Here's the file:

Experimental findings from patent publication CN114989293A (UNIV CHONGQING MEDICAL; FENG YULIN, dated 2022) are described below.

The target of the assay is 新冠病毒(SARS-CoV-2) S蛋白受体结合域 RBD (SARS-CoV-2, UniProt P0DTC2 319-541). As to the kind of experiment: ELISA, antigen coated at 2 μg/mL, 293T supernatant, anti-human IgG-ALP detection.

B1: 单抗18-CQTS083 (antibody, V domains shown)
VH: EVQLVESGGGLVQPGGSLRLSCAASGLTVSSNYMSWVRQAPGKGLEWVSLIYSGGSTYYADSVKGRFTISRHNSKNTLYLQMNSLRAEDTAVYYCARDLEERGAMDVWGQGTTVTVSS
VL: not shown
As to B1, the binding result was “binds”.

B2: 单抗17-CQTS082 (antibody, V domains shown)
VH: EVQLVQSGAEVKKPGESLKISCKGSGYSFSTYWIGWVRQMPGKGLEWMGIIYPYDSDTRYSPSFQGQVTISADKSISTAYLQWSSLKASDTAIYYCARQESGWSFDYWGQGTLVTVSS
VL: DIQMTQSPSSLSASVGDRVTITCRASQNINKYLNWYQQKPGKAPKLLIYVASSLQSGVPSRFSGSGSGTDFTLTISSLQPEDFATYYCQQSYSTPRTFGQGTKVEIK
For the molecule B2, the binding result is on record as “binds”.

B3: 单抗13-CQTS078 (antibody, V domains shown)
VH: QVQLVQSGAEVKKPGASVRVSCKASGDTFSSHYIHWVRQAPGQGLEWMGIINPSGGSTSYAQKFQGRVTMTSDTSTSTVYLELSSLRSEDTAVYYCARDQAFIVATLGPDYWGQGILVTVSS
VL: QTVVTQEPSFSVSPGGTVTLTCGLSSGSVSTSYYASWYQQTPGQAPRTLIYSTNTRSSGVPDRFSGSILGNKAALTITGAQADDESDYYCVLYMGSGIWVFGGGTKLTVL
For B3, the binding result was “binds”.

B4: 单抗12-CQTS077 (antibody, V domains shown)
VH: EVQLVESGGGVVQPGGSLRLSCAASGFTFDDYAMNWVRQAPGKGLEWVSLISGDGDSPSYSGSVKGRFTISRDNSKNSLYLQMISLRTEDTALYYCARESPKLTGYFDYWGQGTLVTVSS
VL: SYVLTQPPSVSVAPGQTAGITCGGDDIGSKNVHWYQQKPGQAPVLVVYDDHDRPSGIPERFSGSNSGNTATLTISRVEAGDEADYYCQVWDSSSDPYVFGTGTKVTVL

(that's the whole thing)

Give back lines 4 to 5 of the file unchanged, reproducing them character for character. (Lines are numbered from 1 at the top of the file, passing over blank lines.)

VH: EVQLVESGGGLVQPGGSLRLSCAASGLTVSSNYMSWVRQAPGKGLEWVSLIYSGGSTYYADSVKGRFTISRHNSKNTLYLQMNSLRAEDTAVYYCARDLEERGAMDVWGQGTTVTVSS
VL: not shown